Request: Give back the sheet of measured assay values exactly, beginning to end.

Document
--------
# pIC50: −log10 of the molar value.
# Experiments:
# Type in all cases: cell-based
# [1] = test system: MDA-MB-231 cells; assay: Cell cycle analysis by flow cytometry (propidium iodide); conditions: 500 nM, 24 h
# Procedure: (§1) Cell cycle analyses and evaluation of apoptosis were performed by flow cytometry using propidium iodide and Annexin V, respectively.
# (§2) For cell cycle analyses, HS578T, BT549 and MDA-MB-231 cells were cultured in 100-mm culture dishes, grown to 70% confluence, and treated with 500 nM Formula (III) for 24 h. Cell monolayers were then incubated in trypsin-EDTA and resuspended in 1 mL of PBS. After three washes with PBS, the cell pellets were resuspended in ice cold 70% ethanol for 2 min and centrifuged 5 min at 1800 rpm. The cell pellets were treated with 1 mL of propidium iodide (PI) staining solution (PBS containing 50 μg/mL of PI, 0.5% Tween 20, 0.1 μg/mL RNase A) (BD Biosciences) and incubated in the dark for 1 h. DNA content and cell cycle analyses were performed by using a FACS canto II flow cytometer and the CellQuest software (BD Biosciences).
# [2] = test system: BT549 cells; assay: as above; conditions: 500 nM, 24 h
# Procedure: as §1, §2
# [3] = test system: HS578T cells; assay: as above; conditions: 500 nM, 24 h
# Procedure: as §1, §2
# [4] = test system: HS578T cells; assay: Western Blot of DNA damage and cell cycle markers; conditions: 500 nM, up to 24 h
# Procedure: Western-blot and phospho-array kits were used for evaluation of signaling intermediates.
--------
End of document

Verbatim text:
# pIC50: −log10 of the molar value.
# Experiments:
# Type in all cases: cell-based
# [1] = test system: MDA-MB-231 cells; assay: Cell cycle analysis by flow cytometry (propidium iodide); conditions: 500 nM, 24 h
# Procedure: (§1) Cell cycle analyses and evaluation of apoptosis were performed by flow cytometry using propidium iodide and Annexin V, respectively.
# (§2) For cell cycle analyses, HS578T, BT549 and MDA-MB-231 cells were cultured in 100-mm culture dishes, grown to 70% confluence, and treated with 500 nM Formula (III) for 24 h. Cell monolayers were then incubated in trypsin-EDTA and resuspended in 1 mL of PBS. After three washes with PBS, the cell pellets were resuspended in ice cold 70% ethanol for 2 min and centrifuged 5 min at 1800 rpm. The cell pellets were treated with 1 mL of propidium iodide (PI) staining solution (PBS containing 50 μg/mL of PI, 0.5% Tween 20, 0.1 μg/mL RNase A) (BD Biosciences) and incubated in the dark for 1 h. DNA content and cell cycle analyses were performed by using a FACS canto II flow cytometer and the CellQuest software (BD Biosciences).
# [2] = test system: BT549 cells; assay: as above; conditions: 500 nM, 24 h
# Procedure: as §1, §2
# [3] = test system: HS578T cells; assay: as above; conditions: 500 nM, 24 h
# Procedure: as §1, §2
# [4] = test system: HS578T cells; assay: Western Blot of DNA damage and cell cycle markers; conditions: 500 nM, up to 24 h
# Procedure: Western-blot and phospho-array kits were used for evaluation of signaling intermediates.